Ambient Temperature:

Temperature of the air surrounding a component.

Base Material:

The core material of a circuit board, such as FR4.

B-stage Resin:

A single element epoxy system instead of combining elements to create epoxy.

BOM:

Bill of Materials; a list of all parts on a PCA. The BOM will contain the

reference designators, part numbers, and quantities of each part in

addition to other information needed to build the board.

Drill File:

An ASCII file containing X & Y coordinates for drilling holes in a circuit

Board.

Drilled Hole:

A hole in a circuit board that can either be plated through with metal or not

Plated.

Epoxy Resin:

Used to coat and encapsulate PCBs.

Excellon File:

ASCII files used with CNC drilling, milling, and routing machines.

FR4:

A base material used for the substrate of PCBs composed of woven fiberglass cloth with an epoxy resin binder that is flame resistant.

Functional Test:

A method of testing an assembled board to assure that circuitry functions within specifications. The board is tested using a combination of connectors and pin probes.

Gerber Files:

ASCII files containing PCB design information, including X & Y coordinates for the pads, vias, traces, and other elements needed to create a circuit board.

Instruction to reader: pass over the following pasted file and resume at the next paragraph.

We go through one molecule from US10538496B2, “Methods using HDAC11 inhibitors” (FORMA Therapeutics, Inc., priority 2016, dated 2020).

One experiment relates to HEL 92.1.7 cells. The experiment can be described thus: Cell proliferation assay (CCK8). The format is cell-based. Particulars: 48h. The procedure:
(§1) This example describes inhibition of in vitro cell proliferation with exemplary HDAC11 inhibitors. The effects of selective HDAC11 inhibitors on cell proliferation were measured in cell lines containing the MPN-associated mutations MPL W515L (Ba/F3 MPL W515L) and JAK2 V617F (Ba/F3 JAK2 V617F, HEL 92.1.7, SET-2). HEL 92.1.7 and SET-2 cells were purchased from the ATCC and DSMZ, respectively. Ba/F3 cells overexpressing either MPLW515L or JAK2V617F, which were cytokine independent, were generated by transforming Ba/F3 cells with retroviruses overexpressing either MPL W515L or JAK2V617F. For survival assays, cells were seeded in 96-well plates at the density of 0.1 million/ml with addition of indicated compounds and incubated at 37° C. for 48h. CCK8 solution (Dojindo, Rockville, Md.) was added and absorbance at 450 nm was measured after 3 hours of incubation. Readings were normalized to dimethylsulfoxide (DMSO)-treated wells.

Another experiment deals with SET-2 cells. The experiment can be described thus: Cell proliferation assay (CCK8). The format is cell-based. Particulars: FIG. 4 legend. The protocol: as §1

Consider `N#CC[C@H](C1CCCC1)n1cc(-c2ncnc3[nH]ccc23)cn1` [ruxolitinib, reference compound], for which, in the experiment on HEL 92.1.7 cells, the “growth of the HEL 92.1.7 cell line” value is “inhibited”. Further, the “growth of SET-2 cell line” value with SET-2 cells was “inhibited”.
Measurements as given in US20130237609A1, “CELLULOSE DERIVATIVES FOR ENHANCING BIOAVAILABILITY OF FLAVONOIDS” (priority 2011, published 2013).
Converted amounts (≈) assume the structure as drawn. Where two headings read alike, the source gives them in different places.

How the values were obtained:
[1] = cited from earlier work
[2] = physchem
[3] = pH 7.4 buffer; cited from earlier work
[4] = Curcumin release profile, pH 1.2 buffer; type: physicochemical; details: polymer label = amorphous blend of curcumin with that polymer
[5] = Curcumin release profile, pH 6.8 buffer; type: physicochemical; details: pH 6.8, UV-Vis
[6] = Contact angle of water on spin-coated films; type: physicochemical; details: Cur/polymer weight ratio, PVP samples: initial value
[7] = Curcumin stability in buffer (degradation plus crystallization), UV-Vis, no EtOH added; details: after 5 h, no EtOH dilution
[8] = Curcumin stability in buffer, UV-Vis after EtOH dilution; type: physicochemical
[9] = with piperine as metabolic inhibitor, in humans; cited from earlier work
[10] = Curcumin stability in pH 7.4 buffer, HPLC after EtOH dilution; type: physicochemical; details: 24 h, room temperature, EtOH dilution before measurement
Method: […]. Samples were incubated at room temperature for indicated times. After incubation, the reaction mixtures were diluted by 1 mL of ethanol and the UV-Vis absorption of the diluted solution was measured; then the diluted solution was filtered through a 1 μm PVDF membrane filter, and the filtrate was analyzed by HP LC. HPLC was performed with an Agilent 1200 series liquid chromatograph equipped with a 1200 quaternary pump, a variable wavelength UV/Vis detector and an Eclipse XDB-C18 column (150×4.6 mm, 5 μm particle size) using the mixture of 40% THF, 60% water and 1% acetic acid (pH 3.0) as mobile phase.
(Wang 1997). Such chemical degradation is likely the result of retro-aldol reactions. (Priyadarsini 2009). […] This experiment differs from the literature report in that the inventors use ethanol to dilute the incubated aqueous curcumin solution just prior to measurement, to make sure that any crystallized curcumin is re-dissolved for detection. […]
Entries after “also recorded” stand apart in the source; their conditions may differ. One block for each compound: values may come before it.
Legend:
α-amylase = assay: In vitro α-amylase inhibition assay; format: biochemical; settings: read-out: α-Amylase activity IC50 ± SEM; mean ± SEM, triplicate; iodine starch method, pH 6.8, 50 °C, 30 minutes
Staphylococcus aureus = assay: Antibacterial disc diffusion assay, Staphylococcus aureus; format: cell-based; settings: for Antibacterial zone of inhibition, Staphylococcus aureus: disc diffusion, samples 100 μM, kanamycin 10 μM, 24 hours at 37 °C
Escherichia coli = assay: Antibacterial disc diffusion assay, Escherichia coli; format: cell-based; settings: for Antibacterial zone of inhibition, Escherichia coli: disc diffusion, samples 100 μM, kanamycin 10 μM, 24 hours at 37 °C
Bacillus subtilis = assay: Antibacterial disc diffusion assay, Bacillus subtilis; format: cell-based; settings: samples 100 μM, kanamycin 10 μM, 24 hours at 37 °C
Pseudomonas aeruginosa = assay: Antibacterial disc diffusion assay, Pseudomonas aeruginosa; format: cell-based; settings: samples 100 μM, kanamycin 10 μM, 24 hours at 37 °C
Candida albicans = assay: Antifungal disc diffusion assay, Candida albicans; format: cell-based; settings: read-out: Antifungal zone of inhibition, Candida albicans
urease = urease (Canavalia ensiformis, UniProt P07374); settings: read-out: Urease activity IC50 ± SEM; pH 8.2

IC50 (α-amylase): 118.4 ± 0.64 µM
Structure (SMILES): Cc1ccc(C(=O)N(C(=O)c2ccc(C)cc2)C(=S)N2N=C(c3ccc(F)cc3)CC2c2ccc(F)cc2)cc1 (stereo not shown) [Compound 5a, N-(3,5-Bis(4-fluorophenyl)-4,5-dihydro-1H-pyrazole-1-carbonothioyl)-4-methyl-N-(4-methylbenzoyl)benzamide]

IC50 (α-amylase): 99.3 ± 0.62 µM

Hazardous Substances:

The byproducts of chemicals and materials used in the fabrication of PCBs that are hazardous.

In-circuit Test:

A method of testing an assembled circuit board for manufacturing defects. The board is tested on a bed of probes to test for shorts, opens, resistance, capacitance, and other basic functions.

JTAG:

Joint Test Action Group; an industry standard for testing PCBs after manufacturing.

Keep-Out Areas:

An area of a PCB where trace routing, vias, components, or other mechanical fixtures are not allowed. These can be managed with keep-out zones in the CAD system.

Laminate:

Laminate is the result of lamination, which is the process of combining the core materials of the PCB, such as FR4, with the copper layers and prepreg through heat and pressure.